Now that the closing documents are signed and you’ve been handed the keys, you are officially a homeowner! Amid packing and moving, it can feel overwhelming to start tackling projects in your new home. However, some items will need immediate attention (like lights!) and checking them off your to do list will help ensure a smooth transition into your new home.
Here are four things to do after closing:
1. Save your important documents
The fact is, there’s is a lot of paperwork to sign when you become a homeowner. Once you’ve officially closed on your home, gather all the forms and records you’ve received in the process, including:
Lender contact information
Final closing documents
Consider making copies of these documents to keep readily available, then store the original documents in a secure place like a fireproof safe.
2. Set up your utilities
Contact your local utility companies as early as you can to be sure there is no lapse in service when you move into your new home. There are five basic utility services you’ll want to make sure are connected in your name by the time you move in:
Waste disposal (trash and/or recycling)
3. Update your address
Here is a list of places where you may need to update your address:
The United States Postal Service (USPS) – The USPS may be the first place you’ll want to notify of your change of address. The post office will hold your mail while you are in transition and then forward your mail from your old residence to your new one for 12 months.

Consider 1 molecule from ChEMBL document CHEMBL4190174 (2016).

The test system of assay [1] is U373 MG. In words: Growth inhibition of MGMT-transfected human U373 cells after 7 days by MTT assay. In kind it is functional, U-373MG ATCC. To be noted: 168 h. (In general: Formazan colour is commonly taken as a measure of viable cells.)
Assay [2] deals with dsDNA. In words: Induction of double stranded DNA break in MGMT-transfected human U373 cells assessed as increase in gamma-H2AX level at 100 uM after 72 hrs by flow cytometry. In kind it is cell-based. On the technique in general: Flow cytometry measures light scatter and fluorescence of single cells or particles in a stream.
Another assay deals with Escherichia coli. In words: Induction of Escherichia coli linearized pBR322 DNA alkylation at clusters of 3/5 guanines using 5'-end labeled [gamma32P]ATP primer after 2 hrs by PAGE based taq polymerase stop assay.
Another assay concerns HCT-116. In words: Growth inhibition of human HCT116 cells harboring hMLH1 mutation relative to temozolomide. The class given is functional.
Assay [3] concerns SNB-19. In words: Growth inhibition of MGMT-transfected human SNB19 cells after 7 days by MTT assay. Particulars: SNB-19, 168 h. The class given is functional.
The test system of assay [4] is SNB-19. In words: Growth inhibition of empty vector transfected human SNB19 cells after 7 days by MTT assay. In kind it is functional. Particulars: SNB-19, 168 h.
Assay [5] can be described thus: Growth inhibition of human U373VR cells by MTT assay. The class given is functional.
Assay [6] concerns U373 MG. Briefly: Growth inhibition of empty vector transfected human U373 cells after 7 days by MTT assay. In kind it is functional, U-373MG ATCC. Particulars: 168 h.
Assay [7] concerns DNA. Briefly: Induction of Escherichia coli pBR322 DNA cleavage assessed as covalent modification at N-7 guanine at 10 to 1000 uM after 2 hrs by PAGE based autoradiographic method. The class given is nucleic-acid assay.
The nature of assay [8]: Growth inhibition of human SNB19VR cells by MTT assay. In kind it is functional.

The Department of Motor Vehicles (DMV) – Whether you move to a new state or not, you’ll need to update your driver’s license and registration address. You may be required to do so with within a month or two after you move. Check the laws in your state to be sure.
Voter registry – When you move addresses, it could impact what voting district you’re in and which polling location you will use on election day.
Subscriptions/online deliveries – Trying to track down a package can be a major headache, so be sure to update your address if you receive any automatic deliveries.
Financial institutions and credit cards – To prevent missed payments or lost statements, update your billing address with any bank or credit company where you are an account holder.
Your employer – Ask your employer to change your home address on your W-2, so the form doesn’t get lost at tax time.
4. Inspect and secure your home
As you move in, make sure you’re prepared for an emergency by checking these items off your to do list:
Locate the water shut-off valve and the fuse box. You don’t want to be searching for these if there is an urgent situation. Know how to turn off the flow of water and where to restore the flow of electricity if the power goes out.
Change the locks. Make sure you are the only one with keys to your home. If there is a keypad as well, reset the code.
Locate and test smoke detectors. The U.S. Fire Administration recommends testing your smoke detectors at least once a month and replacing the batteries once or twice a year.
Create an evacuation plan. Identify the possible evacuation routes from each room in your home in the case of an emergency. Be sure to discuss your emergency plan with all members of your household.